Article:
Cloudview EcoFarms strives to farm in an ecologically sound manner, providing food to members of a community-supported agriculture (CSA) network. Installing a PV system using locally made modules and inverters matches their “buy local” philosophy, and using the clean solar energy to offset electricity usage on the farm’s new cold storage unit—which enables them to store their produce—just made good financial sense.
Washington state’s incentive program, slated to be in place until 2020, pays a system owner based on the PV system’s annual production. Currently, the base rate is $0.15 per kWh, up to a $5,000 maximum payment per year. Systems using Washington-made inverters get compensated at $0.18 per kWh. And systems using Washington-made PV modules earn an additional $0.36 per kWh, for a total of $0.54 per kWh. The system’s output is measured by a production-grade meter. Participants are paid for all of their PV systems’ production, even if the majority of it is used to power on-site loads. The utility still net-meters and credits any excess production, though it zeroes out at the beginning of a new 12-month period. After 2020, the state incentive ends and the only payback is the offset energy consumption.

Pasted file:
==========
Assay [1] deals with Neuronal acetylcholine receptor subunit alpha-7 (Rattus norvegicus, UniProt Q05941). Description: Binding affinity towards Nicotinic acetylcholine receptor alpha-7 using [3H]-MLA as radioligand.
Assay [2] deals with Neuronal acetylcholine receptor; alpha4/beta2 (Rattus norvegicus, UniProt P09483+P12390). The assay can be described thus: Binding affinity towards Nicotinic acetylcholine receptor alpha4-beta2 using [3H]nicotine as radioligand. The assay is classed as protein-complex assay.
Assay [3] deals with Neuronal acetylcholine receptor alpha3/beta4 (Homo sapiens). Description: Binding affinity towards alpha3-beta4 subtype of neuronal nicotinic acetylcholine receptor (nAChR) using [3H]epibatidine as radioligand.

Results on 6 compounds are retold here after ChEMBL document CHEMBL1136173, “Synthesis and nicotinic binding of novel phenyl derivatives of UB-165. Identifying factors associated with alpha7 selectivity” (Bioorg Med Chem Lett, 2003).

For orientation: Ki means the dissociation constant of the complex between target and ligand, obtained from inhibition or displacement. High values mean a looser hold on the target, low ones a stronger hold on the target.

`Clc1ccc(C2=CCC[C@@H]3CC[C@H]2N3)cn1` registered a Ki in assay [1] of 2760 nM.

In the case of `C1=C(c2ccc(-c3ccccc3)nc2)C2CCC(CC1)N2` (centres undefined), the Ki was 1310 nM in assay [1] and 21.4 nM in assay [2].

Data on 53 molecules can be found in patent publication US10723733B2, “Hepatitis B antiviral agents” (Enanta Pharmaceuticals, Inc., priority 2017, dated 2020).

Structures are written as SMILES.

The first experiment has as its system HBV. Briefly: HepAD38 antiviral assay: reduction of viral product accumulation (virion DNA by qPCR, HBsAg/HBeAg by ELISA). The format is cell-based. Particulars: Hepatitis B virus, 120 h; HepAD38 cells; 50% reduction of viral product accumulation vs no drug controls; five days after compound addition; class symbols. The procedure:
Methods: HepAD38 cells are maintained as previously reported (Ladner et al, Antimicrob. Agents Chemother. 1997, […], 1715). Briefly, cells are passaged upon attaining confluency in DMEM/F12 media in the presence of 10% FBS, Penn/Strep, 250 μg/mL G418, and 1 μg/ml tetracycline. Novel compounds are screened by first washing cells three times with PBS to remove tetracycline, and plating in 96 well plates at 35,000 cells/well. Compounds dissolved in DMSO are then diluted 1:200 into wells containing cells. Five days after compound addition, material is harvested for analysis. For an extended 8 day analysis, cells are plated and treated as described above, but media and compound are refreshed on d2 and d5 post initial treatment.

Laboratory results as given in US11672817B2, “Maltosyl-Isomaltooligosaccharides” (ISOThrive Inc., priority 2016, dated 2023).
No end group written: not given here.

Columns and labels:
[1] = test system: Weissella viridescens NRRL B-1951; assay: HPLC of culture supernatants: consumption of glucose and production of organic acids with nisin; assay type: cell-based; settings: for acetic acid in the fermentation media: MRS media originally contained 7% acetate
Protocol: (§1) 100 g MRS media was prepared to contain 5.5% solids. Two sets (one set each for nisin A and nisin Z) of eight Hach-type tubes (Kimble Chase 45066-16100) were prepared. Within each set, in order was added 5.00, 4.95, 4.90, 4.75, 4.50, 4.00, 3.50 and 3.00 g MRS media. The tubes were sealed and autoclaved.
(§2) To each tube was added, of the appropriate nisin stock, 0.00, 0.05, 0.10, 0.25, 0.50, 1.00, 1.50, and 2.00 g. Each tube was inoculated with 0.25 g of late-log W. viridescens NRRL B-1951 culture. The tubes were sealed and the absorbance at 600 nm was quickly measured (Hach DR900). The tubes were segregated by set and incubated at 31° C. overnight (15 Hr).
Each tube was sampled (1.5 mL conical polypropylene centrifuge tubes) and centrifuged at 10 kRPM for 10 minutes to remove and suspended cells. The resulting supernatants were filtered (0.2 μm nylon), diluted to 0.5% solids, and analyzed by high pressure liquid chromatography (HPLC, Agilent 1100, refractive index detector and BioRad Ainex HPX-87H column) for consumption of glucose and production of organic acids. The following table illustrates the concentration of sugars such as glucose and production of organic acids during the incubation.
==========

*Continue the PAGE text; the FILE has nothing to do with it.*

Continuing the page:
Cloudview’s system was designed to maximize the annual incentive payment. Its single-axis tracker pivots east to west to follow the sun’s path, helping the modules capture as much energy throughout the day as possible, especially during the sunny summer months. (In this region, winter production is typically low due to cloud cover.) Even with a larger up-front cost (compared to a conventional, fixed PV array), this system has only a seven-year simple payback.
The National Renewable Energy Laboratory’s System Advisor Model (SAM), free system analysis software, was used for modeling the array output and its financial payback. The first goal was to maximize the annual incentive payment. Three options were examined:
The SAM analysis was made using the following assumptions:
SAM deducts the 30% tax credit in the first year and also deducts the incentive payment and the avoided cost of utility energy that the PV system offsets. After seven and a half years, the only deduction is the avoided cost of energy times the inflation rate, assumed to be 2.5%.